Michael McCandless added a comment - Thanks Jason, good progress... I'm not sure we need to write out the deletes of unused segment readers because they are no longer used and so should not be required. EG I think DocumentsWriter.applyDeletes should get the reader from pool, do deletes, then call pool.release(reader), and that release would write the changes to disk if we're not pooling readers. Then we don't need a new "flushDeletesToDir" propogated around. On an explicit commit(), we should also sweep the pool and write changes to disk for any SR that has pending changes. > You commented out the last part of commitMergedDeletes, that actually saves the deletes. You need to instead get the reader for the merged segment from the pool and hand it the new deletes. I wasn't sure what you meant by this, in the patch the deletes are copied into the merged reader. Do you mean instead the merged reader should not be opened and instead the deletes file needs to be written to? Woops – sorry: you are doing it correctly (applying to the mergedReader). I missed that. SegmentMerger wasn't always returning the docMap so I stopped using it. It should always return it, unless there were no deletes on that segment when the merge started, in which case the docMap is null. But you can handle that case (just check if there are now any deletes, and carry them over). (Then we shouldn't need merge.segmentReadersClone, again). The solution, manually incref the .del file after the pool commits on the SRs. That's spooky – why exactly is it needed? We should only do an extra incRef if we can explain exactly which decRef it will correspond to. Shouldn't IW.checkpoint still work properly for the .del files? Also, SegmentInfo.files should be cleared whenever delGen is advanced – can you give more details on what path doesn't properly clear the files? The fact that an SR can carry deletes in memory without writing a new .del file should not impact IFD. Whenever we do advance delGen and write new .del files, then we must call checkpoint(). So I think we need to really explain the root cause here... Others: You overrode decRef in DirectoryIndexReader, to not write changes whenever a writer is present, but I think that a better approach is to leave decRef as it is and then from writer, clear hasChanges when you want to discard them (because they were merged away). You inserted applyDeletes at the top of commitMergedDeletes – why was that needed? There's alot of noise in the patch – whitespace changes, commented out debug code, etc. Can you remove some of it? It makes it harder to separate signal from noise...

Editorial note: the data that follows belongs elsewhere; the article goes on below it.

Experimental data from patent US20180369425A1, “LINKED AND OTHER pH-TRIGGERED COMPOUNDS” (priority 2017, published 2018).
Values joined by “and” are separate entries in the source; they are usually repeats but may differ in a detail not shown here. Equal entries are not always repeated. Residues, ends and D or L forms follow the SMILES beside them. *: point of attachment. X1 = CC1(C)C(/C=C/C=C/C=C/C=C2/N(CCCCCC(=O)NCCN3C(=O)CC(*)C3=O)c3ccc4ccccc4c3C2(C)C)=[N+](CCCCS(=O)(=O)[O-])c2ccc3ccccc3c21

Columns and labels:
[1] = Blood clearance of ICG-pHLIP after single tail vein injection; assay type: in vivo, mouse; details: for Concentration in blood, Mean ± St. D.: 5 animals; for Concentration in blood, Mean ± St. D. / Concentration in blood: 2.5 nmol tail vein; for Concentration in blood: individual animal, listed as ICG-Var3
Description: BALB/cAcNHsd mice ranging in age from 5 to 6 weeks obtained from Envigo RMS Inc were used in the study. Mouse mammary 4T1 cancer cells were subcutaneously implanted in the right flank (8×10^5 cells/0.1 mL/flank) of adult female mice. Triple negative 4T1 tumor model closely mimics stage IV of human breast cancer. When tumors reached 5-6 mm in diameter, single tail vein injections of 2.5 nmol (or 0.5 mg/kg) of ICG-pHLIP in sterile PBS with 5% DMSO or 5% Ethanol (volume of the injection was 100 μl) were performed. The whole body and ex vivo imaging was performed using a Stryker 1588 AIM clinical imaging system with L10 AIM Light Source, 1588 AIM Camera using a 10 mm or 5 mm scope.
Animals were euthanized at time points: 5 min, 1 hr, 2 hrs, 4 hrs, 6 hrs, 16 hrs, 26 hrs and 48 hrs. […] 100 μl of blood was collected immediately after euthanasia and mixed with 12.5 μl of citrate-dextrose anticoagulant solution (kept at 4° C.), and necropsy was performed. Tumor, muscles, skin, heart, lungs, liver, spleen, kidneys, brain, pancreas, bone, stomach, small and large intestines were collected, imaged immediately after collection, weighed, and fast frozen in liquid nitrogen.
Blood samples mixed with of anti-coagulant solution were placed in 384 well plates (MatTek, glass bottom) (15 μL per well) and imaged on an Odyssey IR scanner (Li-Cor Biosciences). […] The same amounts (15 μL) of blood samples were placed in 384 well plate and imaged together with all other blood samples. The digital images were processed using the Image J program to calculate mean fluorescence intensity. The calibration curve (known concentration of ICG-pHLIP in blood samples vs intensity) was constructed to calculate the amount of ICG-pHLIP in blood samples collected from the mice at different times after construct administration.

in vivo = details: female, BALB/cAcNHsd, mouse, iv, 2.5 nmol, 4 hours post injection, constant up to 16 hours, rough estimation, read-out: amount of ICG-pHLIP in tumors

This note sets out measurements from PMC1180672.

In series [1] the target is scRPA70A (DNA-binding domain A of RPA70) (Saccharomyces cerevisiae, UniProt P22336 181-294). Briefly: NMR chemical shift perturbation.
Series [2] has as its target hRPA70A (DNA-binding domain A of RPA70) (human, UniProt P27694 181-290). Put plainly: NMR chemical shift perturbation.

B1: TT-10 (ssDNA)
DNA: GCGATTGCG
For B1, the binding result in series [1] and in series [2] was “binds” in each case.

Hide